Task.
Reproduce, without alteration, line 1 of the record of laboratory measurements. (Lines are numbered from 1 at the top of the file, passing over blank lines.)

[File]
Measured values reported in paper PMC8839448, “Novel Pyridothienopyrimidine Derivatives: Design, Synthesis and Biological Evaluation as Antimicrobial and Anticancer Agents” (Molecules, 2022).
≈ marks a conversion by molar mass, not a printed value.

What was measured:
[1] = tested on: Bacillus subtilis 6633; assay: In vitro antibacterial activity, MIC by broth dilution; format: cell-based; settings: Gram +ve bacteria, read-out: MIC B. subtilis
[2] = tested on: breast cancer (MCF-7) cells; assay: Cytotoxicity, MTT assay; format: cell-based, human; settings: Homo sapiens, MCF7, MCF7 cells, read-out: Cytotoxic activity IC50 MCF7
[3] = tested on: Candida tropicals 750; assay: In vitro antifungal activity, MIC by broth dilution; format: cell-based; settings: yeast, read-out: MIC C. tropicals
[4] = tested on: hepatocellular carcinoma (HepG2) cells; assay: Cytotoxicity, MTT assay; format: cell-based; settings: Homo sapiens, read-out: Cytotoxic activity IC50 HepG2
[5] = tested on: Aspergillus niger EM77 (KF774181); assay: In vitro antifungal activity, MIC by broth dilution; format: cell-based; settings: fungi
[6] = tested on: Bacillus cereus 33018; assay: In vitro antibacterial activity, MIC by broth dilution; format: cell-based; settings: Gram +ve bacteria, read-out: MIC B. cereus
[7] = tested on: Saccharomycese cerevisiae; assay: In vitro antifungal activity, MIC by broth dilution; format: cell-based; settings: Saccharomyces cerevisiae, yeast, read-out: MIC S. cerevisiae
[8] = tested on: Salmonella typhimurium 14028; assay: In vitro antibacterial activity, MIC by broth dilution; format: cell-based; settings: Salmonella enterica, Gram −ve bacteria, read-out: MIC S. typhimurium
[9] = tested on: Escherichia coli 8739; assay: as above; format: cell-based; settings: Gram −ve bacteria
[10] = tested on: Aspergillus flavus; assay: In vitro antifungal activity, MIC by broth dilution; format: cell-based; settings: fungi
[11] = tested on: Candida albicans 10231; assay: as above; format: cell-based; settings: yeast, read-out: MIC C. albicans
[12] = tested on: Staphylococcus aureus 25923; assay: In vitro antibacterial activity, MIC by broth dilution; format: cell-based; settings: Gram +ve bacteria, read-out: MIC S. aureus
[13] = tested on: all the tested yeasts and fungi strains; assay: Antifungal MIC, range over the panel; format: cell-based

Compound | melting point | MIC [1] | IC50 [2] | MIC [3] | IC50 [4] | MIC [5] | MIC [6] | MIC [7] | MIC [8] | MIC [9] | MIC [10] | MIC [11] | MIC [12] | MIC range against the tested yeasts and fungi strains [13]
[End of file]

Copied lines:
Measured values reported in paper PMC8839448, “Novel Pyridothienopyrimidine Derivatives: Design, Synthesis and Biological Evaluation as Antimicrobial and Anticancer Agents” (Molecules, 2022).